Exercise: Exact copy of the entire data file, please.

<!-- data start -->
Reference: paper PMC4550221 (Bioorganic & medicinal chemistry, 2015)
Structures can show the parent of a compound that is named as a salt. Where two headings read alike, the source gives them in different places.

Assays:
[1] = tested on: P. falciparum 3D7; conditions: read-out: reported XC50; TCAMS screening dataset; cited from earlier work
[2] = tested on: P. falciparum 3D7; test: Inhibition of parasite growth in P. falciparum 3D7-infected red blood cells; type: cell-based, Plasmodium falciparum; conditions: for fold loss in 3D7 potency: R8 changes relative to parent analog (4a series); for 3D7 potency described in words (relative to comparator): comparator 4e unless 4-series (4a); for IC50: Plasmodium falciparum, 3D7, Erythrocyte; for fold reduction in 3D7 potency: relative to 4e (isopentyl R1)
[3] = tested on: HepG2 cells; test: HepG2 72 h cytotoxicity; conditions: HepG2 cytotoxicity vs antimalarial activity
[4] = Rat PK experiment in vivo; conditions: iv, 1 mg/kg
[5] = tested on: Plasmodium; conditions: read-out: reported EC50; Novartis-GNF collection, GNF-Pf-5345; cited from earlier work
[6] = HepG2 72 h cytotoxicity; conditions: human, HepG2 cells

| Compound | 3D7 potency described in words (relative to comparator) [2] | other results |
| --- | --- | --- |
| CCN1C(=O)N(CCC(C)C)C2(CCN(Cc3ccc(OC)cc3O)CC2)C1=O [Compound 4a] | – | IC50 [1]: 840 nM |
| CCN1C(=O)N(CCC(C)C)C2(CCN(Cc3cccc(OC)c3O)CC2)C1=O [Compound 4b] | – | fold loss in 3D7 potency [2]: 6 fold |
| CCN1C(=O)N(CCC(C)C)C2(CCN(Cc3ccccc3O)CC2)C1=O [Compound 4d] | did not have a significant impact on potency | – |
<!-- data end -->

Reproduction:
Reference: paper PMC4550221 (Bioorganic & medicinal chemistry, 2015)
Structures can show the parent of a compound that is named as a salt. Where two headings read alike, the source gives them in different places.

Assays:
[1] = tested on: P. falciparum 3D7; conditions: read-out: reported XC50; TCAMS screening dataset; cited from earlier work
[2] = tested on: P. falciparum 3D7; test: Inhibition of parasite growth in P. falciparum 3D7-infected red blood cells; type: cell-based, Plasmodium falciparum; conditions: for fold loss in 3D7 potency: R8 changes relative to parent analog (4a series); for 3D7 potency described in words (relative to comparator): comparator 4e unless 4-series (4a); for IC50: Plasmodium falciparum, 3D7, Erythrocyte; for fold reduction in 3D7 potency: relative to 4e (isopentyl R1)
[3] = tested on: HepG2 cells; test: HepG2 72 h cytotoxicity; conditions: HepG2 cytotoxicity vs antimalarial activity
[4] = Rat PK experiment in vivo; conditions: iv, 1 mg/kg
[5] = tested on: Plasmodium; conditions: read-out: reported EC50; Novartis-GNF collection, GNF-Pf-5345; cited from earlier work
[6] = HepG2 72 h cytotoxicity; conditions: human, HepG2 cells

| Compound | 3D7 potency described in words (relative to comparator) [2] | other results |
| --- | --- | --- |
| CCN1C(=O)N(CCC(C)C)C2(CCN(Cc3ccc(OC)cc3O)CC2)C1=O [Compound 4a] | – | IC50 [1]: 840 nM |
| CCN1C(=O)N(CCC(C)C)C2(CCN(Cc3cccc(OC)c3O)CC2)C1=O [Compound 4b] | – | fold loss in 3D7 potency [2]: 6 fold |
| CCN1C(=O)N(CCC(C)C)C2(CCN(Cc3ccccc3O)CC2)C1=O [Compound 4d] | did not have a significant impact on potency | – |